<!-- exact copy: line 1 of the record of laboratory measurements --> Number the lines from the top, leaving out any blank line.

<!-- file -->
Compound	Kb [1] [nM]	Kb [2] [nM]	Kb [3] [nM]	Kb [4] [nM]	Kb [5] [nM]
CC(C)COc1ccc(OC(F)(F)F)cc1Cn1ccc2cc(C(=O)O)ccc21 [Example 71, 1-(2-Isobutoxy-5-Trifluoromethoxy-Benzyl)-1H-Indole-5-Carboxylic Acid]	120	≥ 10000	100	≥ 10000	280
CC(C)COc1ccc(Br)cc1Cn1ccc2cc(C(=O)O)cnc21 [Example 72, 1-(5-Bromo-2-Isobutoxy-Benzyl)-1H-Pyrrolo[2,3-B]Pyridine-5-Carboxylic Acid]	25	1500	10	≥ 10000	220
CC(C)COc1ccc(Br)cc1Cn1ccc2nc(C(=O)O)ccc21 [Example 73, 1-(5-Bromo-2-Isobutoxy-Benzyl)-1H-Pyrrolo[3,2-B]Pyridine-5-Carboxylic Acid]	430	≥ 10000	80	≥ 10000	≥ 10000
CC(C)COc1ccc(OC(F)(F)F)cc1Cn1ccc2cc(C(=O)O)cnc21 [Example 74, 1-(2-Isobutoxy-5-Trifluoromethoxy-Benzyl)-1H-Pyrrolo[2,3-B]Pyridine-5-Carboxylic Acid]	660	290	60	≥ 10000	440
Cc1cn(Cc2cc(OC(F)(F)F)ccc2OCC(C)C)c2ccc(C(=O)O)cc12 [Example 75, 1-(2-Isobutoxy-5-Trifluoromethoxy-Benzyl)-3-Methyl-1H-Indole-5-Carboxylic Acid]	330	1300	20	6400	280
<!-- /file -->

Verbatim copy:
Compound	Kb [1] [nM]	Kb [2] [nM]	Kb [3] [nM]	Kb [4] [nM]	Kb [5] [nM]